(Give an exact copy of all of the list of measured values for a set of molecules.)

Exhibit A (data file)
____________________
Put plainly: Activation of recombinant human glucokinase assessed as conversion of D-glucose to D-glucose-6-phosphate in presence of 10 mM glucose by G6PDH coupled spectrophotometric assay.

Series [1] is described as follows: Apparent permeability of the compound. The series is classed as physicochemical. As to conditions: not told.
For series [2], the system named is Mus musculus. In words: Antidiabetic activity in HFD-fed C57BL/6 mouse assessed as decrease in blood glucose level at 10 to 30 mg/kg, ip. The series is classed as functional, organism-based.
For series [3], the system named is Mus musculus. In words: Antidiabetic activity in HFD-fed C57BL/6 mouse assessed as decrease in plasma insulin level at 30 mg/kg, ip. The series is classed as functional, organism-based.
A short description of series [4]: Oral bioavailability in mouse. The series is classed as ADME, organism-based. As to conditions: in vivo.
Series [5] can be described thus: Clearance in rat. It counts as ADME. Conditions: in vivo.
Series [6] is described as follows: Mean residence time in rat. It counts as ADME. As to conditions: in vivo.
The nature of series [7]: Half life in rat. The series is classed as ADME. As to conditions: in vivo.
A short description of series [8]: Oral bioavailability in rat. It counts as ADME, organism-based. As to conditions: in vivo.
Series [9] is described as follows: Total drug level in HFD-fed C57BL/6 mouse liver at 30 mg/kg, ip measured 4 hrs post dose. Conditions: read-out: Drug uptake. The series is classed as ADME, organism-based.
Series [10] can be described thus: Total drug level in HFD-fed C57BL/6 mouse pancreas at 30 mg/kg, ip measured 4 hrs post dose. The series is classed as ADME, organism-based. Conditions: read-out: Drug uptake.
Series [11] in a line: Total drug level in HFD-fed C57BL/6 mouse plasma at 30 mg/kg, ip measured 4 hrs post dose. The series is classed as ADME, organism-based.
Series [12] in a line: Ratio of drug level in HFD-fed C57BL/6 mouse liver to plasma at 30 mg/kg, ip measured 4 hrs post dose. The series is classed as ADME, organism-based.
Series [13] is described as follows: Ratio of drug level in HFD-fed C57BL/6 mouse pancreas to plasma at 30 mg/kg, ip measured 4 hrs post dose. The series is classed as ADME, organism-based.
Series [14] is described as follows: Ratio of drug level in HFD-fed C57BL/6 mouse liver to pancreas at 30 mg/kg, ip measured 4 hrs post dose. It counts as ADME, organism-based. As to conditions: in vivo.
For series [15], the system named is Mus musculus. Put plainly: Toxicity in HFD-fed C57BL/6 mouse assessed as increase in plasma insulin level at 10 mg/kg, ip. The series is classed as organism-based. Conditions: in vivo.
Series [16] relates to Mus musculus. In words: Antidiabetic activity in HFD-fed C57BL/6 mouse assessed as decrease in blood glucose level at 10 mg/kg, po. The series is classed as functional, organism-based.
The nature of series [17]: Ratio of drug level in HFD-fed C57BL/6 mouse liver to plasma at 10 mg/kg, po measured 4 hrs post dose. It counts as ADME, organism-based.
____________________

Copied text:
Put plainly: Activation of recombinant human glucokinase assessed as conversion of D-glucose to D-glucose-6-phosphate in presence of 10 mM glucose by G6PDH coupled spectrophotometric assay.

Series [1] is described as follows: Apparent permeability of the compound. The series is classed as physicochemical. As to conditions: not told.
For series [2], the system named is Mus musculus. In words: Antidiabetic activity in HFD-fed C57BL/6 mouse assessed as decrease in blood glucose level at 10 to 30 mg/kg, ip. The series is classed as functional, organism-based.
For series [3], the system named is Mus musculus. In words: Antidiabetic activity in HFD-fed C57BL/6 mouse assessed as decrease in plasma insulin level at 30 mg/kg, ip. The series is classed as functional, organism-based.
A short description of series [4]: Oral bioavailability in mouse. The series is classed as ADME, organism-based. As to conditions: in vivo.
Series [5] can be described thus: Clearance in rat. It counts as ADME. Conditions: in vivo.
Series [6] is described as follows: Mean residence time in rat. It counts as ADME. As to conditions: in vivo.
The nature of series [7]: Half life in rat. The series is classed as ADME. As to conditions: in vivo.
A short description of series [8]: Oral bioavailability in rat. It counts as ADME, organism-based. As to conditions: in vivo.
Series [9] is described as follows: Total drug level in HFD-fed C57BL/6 mouse liver at 30 mg/kg, ip measured 4 hrs post dose. Conditions: read-out: Drug uptake. The series is classed as ADME, organism-based.
Series [10] can be described thus: Total drug level in HFD-fed C57BL/6 mouse pancreas at 30 mg/kg, ip measured 4 hrs post dose. The series is classed as ADME, organism-based. Conditions: read-out: Drug uptake.
Series [11] in a line: Total drug level in HFD-fed C57BL/6 mouse plasma at 30 mg/kg, ip measured 4 hrs post dose. The series is classed as ADME, organism-based.
Series [12] in a line: Ratio of drug level in HFD-fed C57BL/6 mouse liver to plasma at 30 mg/kg, ip measured 4 hrs post dose. The series is classed as ADME, organism-based.
Series [13] is described as follows: Ratio of drug level in HFD-fed C57BL/6 mouse pancreas to plasma at 30 mg/kg, ip measured 4 hrs post dose. The series is classed as ADME, organism-based.
Series [14] is described as follows: Ratio of drug level in HFD-fed C57BL/6 mouse liver to pancreas at 30 mg/kg, ip measured 4 hrs post dose. It counts as ADME, organism-based. As to conditions: in vivo.
For series [15], the system named is Mus musculus. Put plainly: Toxicity in HFD-fed C57BL/6 mouse assessed as increase in plasma insulin level at 10 mg/kg, ip. The series is classed as organism-based. Conditions: in vivo.
Series [16] relates to Mus musculus. In words: Antidiabetic activity in HFD-fed C57BL/6 mouse assessed as decrease in blood glucose level at 10 mg/kg, po. The series is classed as functional, organism-based.
The nature of series [17]: Ratio of drug level in HFD-fed C57BL/6 mouse liver to plasma at 10 mg/kg, po measured 4 hrs post dose. It counts as ADME, organism-based.